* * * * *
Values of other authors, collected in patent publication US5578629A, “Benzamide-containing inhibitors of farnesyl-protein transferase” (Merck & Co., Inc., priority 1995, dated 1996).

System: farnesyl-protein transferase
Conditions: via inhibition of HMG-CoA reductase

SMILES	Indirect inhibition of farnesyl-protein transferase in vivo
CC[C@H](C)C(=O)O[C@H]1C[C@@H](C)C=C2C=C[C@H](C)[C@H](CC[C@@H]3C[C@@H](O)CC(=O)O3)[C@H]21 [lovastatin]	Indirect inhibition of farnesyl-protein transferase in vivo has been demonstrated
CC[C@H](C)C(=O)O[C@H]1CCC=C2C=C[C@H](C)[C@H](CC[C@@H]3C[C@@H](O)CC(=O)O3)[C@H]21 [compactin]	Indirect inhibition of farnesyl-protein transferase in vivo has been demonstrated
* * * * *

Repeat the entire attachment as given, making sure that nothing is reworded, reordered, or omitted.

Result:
Values of other authors, collected in patent publication US5578629A, “Benzamide-containing inhibitors of farnesyl-protein transferase” (Merck & Co., Inc., priority 1995, dated 1996).

System: farnesyl-protein transferase
Conditions: via inhibition of HMG-CoA reductase

SMILES	Indirect inhibition of farnesyl-protein transferase in vivo
CC[C@H](C)C(=O)O[C@H]1C[C@@H](C)C=C2C=C[C@H](C)[C@H](CC[C@@H]3C[C@@H](O)CC(=O)O3)[C@H]21 [lovastatin]	Indirect inhibition of farnesyl-protein transferase in vivo has been demonstrated
CC[C@H](C)C(=O)O[C@H]1CCC=C2C=C[C@H](C)[C@H](CC[C@@H]3C[C@@H](O)CC(=O)O3)[C@H]21 [compactin]	Indirect inhibition of farnesyl-protein transferase in vivo has been demonstrated